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Premier Li visits Cuba, aims to strengthen high-level exchanges


09-25-2016 10:23 BJT

Full coverage: Premier Li Attends UN Conferences, Visits Canada and Cuba

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China's Premier Li Keqiang arrived in Havana on Saturday for the start of a three-day visit to China's closest friend in the region.

Cuba is the only communist country in the Western hemisphere and the two countries have long enjoyed strong ideological as well as commercial ties.

Chinese Premier Li Keqiang (R Front) and his wife Cheng Hong are welcomed by Miguel Diaz-Canel, Cuba

Chinese Premier Li Keqiang (R Front) and his wife Cheng Hong are welcomed by Miguel Diaz-Canel, Cuba's first vice-president of the councils of state and ministers, upon their arrival in Havana Sept. 24, 2016. Premier Li arrived in Havana Saturday for an official visit to Cuba. (Xinhua/Huang Jingwen)

In his discussions with Cuba's President Raul Castro, the two sides are looking at how best they can further deepen their bilateral ties.

"The Cuban government has defined China as its most important strategic partner of Cuba. And it has to do not only with the economics of the relationship, the economic relationship is very intense but because the political aspect of the relationship is very important. I think you have to bear in mind that these are the leaderships of two revolutionary governments: governments that overthrew a capitalistic system and imposed a new system," said Carlos Alzugaray, international affairs analyst.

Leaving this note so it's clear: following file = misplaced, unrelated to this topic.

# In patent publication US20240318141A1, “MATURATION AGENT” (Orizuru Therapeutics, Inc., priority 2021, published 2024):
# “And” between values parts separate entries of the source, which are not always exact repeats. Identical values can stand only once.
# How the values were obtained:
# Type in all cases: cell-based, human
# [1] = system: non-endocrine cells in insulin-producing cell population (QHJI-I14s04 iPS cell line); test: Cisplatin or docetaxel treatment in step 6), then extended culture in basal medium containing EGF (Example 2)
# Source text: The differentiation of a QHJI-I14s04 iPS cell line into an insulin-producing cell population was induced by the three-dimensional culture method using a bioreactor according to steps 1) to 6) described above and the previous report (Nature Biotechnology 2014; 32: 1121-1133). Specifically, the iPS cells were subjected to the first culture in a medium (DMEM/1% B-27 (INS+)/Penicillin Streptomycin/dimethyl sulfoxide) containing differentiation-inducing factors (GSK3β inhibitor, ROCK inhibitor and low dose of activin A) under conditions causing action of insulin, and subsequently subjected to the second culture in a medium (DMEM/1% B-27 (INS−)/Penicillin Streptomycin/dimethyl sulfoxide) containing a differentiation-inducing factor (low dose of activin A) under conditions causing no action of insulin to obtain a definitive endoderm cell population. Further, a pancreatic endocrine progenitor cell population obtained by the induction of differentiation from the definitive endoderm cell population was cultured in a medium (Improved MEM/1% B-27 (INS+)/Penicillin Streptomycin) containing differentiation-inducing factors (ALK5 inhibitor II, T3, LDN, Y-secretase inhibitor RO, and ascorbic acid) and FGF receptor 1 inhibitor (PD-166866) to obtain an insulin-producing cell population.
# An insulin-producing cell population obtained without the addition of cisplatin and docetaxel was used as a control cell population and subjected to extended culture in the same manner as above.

Economically, though, they have grown apart. Cuba is only now starting on the road towards market reforms.

But there is a growing interest in China about business opportunities here, and earlier this year saw the first direct flights from Beijing to Havana, via Canada.

China is Cuba's main supplier of manufactured goods, from cars and buses to household electrical appliances.

Telecommunications is another key area of cooperation with Chinese companies helping expand Internet infrastructure throughout the island.

In a ceremony on Saturday evening, Premier Li and President Castro oversaw the signing of a range of agreements including credit lines to build winds farms and biomass power plants for renewable energy.

A visit by such a senior official from Beijing provided an opportunity for the dwindling community of Cubans of Chinese descent to get together to enjoy their cultural heritage.

At the headtable, two Cuban-Chinese generals who fought in the Cuban revolution alongside Fidel Castro in the Sierra Maestra mountains.

An estimated 150,000 Chinese emigrated to Cuba in the 19th century to work on the plantations and later to build the railroads.

More came in the 20th century, this time wealthier merchants and businessmen, who helped develop Chinatowns in several Cuban cities.

Today there are still outward signs of its former glory. Most of the wealthy Chinese-Cubans left the country after the Revolution.

Of the tens of thousands of Chinese who came here, just 150 or so, mainly elderly ethnic Chinese descendants remain. The majority of the early arrivals were men who ended up marrying former slaves.

Today their presence can be seen in thousands of Cubans, like General Chui, with a mix of black and Chinese features.

Chinese culture and traditions are also popular here among ordinary Cubans, very few of these performers have any Chinese roots at all.

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